Children have long been fascinated with taking things apart and (hopefully) putting them back together again. Let a kid get their hands on a few of dad’s tools, and it is almost a certainty that they will start disassembling anything that lay in their path. Nothing is safe, from their own toys to their parent’s household appliances. Noting this particular universal fondness, Ideal Toys created the perfect plaything in 1960, a mechanical buddy, ready to be un-built and put back together again at will. His name was Mr. Machine.
Proudly wearing a top hat and a perpetually grinning jaw, Mr. Machine was a robot with a transparent plastic body that allowed one to see all of his inner workings. And, he could be easily set in motion, thanks to an oversized key protruding from his back. A few twists and the rascally robot began to walk forward, his arms and legs swinging in goosestep fashion. His mouth would open and close, he would emit a mechanical “Ah” sound and a bell contained within his plastic belly would ring. And if you wanted to see how he worked, not a problem – simply take the entire thing apart and put it back together. You didn’t have to be a future engineer to marvel at his mechanical midsection.
When it was released in 1960, Mr. Machine quickly became one of Ideal’s biggest selling toys. They attempted to introduce an accompanying board game, but it didn’t garner much interest (certainly not as much as their offering a couple of years later called Mousetrap.) Kids were perfectly content with the robot itself, staring at his inner workings for hours and performing some radical surgery when the mood struck.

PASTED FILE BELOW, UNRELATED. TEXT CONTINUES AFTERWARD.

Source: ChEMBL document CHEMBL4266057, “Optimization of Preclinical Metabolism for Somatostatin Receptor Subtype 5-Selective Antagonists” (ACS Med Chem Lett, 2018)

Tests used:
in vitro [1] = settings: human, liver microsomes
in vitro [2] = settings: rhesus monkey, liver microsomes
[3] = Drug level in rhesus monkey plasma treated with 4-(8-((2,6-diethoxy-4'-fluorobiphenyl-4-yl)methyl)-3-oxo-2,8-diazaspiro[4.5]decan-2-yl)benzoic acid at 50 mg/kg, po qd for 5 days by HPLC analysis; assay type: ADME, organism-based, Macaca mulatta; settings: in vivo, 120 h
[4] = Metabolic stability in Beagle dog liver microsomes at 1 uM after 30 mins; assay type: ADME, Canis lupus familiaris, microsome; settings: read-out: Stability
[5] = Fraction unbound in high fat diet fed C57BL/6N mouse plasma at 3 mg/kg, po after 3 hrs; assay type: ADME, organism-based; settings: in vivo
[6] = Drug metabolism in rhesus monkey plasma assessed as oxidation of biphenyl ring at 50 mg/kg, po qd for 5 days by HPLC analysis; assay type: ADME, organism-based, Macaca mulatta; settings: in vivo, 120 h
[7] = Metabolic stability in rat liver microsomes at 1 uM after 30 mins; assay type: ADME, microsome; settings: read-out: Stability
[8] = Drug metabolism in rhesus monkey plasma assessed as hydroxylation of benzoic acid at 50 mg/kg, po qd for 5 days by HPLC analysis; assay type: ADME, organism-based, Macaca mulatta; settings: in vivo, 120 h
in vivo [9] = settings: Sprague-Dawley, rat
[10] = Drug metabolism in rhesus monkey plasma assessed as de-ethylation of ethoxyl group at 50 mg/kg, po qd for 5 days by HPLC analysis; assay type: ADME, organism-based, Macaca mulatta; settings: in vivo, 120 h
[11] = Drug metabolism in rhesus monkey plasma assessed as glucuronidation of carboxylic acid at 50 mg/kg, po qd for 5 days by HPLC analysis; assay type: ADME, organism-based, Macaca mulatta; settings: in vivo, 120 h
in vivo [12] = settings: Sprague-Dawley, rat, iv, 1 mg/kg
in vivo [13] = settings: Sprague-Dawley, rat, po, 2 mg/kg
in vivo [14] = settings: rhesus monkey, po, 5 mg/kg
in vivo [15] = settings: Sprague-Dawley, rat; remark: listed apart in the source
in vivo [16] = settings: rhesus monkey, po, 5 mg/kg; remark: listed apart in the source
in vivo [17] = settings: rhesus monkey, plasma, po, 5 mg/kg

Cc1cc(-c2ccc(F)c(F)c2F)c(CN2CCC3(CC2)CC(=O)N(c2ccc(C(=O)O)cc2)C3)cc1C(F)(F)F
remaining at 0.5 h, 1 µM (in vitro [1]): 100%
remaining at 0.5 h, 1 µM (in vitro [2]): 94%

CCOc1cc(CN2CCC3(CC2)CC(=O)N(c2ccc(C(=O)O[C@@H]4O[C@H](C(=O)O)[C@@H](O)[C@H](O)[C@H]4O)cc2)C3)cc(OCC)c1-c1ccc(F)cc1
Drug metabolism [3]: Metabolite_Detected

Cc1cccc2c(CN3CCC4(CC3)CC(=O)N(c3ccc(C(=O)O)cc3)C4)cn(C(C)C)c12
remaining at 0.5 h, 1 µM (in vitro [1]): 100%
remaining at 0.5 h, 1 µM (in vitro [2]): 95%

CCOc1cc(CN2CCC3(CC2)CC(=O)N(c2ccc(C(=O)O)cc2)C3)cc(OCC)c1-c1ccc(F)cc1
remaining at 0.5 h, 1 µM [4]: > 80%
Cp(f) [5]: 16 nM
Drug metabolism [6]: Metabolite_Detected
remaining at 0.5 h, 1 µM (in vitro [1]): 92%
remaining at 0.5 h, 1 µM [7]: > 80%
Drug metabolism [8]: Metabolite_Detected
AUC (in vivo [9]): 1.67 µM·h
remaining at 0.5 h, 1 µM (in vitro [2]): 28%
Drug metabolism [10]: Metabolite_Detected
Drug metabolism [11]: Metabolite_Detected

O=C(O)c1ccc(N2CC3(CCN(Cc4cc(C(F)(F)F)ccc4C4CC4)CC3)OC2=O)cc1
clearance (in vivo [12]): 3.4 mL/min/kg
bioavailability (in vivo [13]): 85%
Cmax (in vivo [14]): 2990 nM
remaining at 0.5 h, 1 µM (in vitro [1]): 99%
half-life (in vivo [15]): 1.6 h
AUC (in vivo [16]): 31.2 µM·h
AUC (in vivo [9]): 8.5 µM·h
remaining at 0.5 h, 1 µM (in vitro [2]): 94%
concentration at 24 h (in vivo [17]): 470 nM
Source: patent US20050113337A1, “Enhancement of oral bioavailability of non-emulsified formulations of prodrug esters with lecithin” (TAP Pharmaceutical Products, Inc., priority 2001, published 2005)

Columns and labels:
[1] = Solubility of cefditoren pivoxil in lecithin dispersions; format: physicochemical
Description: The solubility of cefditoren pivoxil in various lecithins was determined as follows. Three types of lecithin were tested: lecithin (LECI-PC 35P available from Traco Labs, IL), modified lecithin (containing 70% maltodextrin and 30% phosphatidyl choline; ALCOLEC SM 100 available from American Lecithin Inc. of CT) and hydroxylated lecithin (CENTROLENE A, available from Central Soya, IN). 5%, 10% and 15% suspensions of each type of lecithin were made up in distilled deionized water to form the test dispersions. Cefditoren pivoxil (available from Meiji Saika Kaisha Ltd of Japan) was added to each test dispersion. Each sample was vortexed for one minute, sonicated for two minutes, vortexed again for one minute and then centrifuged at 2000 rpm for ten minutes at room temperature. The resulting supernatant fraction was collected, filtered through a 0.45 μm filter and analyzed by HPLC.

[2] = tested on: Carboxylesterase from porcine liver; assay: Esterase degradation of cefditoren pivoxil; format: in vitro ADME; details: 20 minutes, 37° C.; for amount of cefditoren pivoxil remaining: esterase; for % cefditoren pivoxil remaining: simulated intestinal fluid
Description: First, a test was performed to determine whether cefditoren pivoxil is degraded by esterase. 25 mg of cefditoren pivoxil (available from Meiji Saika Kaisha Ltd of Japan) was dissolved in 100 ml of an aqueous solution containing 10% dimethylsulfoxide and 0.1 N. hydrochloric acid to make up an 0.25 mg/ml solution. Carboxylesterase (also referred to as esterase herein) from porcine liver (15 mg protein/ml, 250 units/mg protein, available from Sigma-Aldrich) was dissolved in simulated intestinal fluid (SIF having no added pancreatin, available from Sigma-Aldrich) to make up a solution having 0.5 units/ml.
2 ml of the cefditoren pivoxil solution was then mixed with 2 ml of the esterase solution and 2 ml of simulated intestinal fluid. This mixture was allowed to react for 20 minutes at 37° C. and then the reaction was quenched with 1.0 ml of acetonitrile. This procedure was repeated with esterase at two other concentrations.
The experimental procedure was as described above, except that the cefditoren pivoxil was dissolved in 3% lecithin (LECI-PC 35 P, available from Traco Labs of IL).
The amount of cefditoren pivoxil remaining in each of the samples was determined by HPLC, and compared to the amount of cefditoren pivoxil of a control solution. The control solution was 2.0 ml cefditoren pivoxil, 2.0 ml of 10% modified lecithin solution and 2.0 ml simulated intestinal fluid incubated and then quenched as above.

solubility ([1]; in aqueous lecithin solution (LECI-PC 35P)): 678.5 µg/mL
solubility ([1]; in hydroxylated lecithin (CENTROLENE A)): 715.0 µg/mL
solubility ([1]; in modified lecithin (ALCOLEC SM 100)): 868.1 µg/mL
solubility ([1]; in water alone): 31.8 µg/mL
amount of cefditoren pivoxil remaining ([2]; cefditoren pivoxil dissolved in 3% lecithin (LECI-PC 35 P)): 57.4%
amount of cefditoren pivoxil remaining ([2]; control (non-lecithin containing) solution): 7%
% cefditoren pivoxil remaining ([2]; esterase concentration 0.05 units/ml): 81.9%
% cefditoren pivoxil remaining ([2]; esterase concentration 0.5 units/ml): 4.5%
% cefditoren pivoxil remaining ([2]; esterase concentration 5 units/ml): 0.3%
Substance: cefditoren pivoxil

He was re-introduced in 1978, but a few things had changed this time around. Instead of a bell in his belly, he now was fitted with a whistle that could play “This Old Man.” But wait…where was the handy plastic wrench that allowed for his disassembly? Like so many other things in this world, it was decided that the potential for dangerous consequences was just too great for the kiddies, thanks to all of those moving parts. And with the loss of that little key, was also the charm that had made him a hit in the first place. Sure, it was still fun to see him walk and whistle, but the best part of the experience was now missing.
Finally, in 2004, a company called Poof-Slinky, using the actual original molds, re-manufactured the original version of Mr. Machine, complete with wrench and the ability to be disassembled. But this version, which is sold for a lofty $100, isn’t marketed towards children. Rather, it is sold as a “fine collectable” for herds of nostalgic adults whose affection for Mr. Machine never waned.
Were you the proud owner of a Mr. Machine in your youth? Tell us all about it in our comments section, as we tip our hats to this beloved mechanical buddy from yesteryear.